As WorldNetDaily reported, CAIR’s chairman of the board, Omar Ahmad, was cited by a California newspaper in 1998 declaring the Quran should be America’s highest authority.
He also was reported to have said Islam is not in America to be equal to any other religion but to be dominant.
Just this past June, CAIR itself was named, along with two other prominent U.S. Islamic groups, as an “unindicted co-conspirator” in a plot to fund Hamas. Federal prosecutors also cited the Islamic Society of North America and the North American Islamic Trust as participants in a plot with five officials of the defunct Holy Land Foundation for Relief and Development.
CAIR is a spinoff of the defunct Islamic Association for Palestine, launched by Hamas leader Mousa Abu Marzook and former university professor Sami al-Arian, who pleaded guilty last year to conspiracy to provide services to Palestinian Islamic Jihad.
Last March, the House Republican Conference urged House Speaker Nancy Pelosi to cancel an event hosted on Capitol Hill by CAIR, calling the group “terrorist apologists.”
And the group’s regular meetings with the Justice Department and FBI have prompted complaints from case agents, who say the bureau rarely can make a move in the Muslim community without first consulting with CAIR, which sits on its advisory board.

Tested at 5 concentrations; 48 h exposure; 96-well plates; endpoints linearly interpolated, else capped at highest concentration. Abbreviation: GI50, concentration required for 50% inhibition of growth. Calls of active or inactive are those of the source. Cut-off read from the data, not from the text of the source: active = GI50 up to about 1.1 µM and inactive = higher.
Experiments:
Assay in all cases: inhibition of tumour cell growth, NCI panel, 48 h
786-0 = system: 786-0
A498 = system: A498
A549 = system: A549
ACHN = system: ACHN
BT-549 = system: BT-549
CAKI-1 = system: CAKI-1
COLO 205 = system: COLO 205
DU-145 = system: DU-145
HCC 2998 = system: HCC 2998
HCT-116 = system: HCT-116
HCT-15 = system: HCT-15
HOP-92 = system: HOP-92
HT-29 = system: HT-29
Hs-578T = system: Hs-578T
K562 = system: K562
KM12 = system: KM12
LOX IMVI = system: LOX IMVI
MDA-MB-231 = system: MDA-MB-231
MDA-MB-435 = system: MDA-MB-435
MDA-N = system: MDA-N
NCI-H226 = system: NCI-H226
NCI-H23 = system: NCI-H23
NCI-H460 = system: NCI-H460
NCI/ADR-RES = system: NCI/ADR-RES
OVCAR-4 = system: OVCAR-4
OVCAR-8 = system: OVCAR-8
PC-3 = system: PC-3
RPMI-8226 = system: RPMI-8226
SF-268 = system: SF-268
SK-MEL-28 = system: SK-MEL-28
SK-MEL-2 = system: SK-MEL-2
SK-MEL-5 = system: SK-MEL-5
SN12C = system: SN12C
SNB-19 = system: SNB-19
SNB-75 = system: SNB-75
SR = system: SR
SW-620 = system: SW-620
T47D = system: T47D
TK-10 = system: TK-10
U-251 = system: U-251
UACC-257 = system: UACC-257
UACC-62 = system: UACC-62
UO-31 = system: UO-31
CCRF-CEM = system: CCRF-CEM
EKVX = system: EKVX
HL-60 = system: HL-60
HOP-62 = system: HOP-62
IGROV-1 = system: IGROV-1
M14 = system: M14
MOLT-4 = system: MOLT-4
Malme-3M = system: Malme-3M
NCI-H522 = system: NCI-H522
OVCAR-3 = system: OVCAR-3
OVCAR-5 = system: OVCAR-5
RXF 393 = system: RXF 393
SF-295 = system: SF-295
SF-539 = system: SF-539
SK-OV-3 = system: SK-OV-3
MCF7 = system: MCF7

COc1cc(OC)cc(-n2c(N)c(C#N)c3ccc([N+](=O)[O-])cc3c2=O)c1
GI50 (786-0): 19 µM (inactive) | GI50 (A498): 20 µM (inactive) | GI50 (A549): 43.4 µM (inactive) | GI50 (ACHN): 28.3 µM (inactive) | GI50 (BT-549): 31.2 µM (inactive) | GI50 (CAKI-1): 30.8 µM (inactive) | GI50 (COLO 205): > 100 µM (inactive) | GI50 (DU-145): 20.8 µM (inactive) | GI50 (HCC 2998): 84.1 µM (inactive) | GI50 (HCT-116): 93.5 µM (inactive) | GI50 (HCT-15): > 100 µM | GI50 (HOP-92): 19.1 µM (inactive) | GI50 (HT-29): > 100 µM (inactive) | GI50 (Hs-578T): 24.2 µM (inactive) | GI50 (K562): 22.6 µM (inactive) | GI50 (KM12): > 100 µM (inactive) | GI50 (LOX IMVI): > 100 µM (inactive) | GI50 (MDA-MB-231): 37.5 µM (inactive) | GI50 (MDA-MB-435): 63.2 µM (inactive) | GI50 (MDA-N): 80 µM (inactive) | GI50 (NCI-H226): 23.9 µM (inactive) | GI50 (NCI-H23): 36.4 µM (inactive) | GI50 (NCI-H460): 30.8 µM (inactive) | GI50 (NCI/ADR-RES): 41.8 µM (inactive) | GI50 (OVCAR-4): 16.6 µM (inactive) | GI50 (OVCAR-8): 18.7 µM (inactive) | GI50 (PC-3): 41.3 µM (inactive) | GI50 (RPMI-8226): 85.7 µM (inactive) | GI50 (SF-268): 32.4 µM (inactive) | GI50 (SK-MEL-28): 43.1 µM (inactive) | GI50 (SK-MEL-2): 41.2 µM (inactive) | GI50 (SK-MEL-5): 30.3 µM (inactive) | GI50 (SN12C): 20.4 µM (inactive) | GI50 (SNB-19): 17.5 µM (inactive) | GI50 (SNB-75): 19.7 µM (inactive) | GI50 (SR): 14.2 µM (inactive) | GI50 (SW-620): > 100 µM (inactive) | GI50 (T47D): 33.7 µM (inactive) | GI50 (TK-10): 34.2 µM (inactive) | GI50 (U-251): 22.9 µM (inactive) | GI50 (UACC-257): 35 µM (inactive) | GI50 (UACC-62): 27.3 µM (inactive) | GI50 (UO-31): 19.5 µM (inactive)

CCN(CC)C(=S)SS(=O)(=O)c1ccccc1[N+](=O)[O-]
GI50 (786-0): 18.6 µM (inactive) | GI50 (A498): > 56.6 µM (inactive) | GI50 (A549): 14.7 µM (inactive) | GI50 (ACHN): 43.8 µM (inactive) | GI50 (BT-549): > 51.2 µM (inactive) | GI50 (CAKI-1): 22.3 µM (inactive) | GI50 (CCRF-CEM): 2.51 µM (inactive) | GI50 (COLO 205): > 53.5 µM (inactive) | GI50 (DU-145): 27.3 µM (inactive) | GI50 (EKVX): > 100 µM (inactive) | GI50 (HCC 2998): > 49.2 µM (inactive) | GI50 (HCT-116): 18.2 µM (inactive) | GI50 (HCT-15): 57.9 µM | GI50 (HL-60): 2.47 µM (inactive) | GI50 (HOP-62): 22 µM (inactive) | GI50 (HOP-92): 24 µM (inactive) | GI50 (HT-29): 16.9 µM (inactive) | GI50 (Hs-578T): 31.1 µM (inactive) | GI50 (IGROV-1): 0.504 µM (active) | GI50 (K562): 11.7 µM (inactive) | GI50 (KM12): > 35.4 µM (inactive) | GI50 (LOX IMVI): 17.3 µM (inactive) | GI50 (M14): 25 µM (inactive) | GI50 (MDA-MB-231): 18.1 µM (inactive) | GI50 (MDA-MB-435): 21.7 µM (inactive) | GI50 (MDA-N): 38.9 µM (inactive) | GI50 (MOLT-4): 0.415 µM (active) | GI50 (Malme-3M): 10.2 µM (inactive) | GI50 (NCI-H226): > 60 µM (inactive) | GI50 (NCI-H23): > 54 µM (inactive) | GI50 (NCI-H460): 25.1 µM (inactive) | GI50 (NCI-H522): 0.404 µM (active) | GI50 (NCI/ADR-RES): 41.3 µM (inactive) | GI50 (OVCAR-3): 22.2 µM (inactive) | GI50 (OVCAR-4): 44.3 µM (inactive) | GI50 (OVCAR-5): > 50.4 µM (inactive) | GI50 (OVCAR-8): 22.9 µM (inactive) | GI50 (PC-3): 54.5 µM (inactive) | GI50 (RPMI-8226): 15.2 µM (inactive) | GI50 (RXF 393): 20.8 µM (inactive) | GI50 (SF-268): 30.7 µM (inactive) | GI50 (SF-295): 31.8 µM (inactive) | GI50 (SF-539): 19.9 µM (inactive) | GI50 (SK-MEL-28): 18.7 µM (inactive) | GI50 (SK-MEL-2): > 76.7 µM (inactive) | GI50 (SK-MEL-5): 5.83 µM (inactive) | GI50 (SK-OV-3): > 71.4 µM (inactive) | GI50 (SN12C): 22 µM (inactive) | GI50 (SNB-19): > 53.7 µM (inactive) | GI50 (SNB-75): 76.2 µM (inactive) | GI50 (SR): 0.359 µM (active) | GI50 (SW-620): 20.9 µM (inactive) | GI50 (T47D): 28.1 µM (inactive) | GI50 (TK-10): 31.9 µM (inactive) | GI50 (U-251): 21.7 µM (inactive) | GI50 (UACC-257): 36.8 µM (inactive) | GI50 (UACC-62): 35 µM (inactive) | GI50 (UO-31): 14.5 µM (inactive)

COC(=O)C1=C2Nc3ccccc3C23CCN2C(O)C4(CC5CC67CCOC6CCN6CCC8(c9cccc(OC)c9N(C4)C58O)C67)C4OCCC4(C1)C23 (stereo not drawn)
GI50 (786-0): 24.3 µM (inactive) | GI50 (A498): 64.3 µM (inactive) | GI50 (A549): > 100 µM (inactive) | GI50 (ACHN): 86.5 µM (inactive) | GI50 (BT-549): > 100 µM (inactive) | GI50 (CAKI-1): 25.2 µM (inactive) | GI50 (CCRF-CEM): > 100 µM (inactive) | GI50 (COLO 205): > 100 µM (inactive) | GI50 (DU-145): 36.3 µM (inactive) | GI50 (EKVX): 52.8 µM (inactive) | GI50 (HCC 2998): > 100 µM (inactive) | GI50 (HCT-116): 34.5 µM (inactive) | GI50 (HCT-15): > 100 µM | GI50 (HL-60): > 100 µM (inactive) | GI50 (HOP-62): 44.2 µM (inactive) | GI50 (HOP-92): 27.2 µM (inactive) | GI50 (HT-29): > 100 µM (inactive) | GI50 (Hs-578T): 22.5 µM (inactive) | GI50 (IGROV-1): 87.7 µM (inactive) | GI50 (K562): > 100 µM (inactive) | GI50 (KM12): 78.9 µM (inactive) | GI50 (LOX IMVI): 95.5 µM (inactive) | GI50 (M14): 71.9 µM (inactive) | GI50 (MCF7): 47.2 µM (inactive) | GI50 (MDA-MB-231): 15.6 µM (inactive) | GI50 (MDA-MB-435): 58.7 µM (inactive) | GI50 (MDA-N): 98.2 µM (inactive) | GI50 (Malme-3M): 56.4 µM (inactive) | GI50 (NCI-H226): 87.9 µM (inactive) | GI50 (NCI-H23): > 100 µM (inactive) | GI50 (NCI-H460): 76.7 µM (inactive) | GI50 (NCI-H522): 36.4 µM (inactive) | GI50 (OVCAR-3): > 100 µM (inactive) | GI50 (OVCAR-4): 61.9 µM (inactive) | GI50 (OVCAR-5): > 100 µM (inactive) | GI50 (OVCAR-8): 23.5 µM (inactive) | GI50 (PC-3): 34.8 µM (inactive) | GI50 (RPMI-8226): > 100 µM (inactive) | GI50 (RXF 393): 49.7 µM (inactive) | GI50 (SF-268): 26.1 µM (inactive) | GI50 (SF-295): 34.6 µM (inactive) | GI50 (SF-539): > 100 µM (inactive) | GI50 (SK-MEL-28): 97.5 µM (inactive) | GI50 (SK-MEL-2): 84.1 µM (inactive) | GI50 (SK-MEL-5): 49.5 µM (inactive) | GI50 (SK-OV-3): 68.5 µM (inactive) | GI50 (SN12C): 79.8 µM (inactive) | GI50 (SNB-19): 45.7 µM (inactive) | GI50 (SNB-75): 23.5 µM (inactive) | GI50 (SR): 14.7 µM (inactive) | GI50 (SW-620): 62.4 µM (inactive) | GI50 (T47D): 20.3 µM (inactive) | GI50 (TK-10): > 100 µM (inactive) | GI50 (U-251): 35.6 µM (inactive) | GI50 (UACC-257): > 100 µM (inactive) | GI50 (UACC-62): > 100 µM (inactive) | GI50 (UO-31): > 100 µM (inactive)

CAIR has even conducted “sensitivity” and cultural training with federal agencies such as Immigration and Customs Enforcement and with the military. In June of last year, a senior Department of Homeland Security official from Washington guided CAIR officials on a behind-the-scenes tour of Customs screening operations at Chicago’s O’Hare International Airport in response to CAIR complaints that Muslim travelers were being unfairly delayed as they entered the U.S. from abroad.
Last year, Sen. Barbara Boxer, D-Calif., withdrew an award she gave to a local CAIR official, saying she was concerned about some statements by CAIR leaders.
Savage’s lawsuit follows a CAIR campaign to influence advertisers to abandon the popular talker’s program. CAIR’s recent announcement said OfficeMax, a leading office products retailer, had joined “a growing list of companies” withdrawing advertising from Savage’s program because of his opinions regarding Islam.
That prompted the group ACT for America to launch an alert suggesting people call OfficeMax to encourage the company to reverse its decision.
“Call the OfficeMax office headquarters … and when you get an operator, in a polite but firm manner, tell the operator you have heard about the company’s decision to stop advertising on the Michael Savage program because of the pressure from CAIR. Tell them you will no longer shop at OfficeMax until OfficeMax reverses this ill-advised decision,” the advisory said.
“If CAIR can succeed in this effort to silence Michael Savage, consider the chilling effect this will have on every talk radio host in America,” wrote American Congress for Truth founder Brigitte Gabriel in the alert.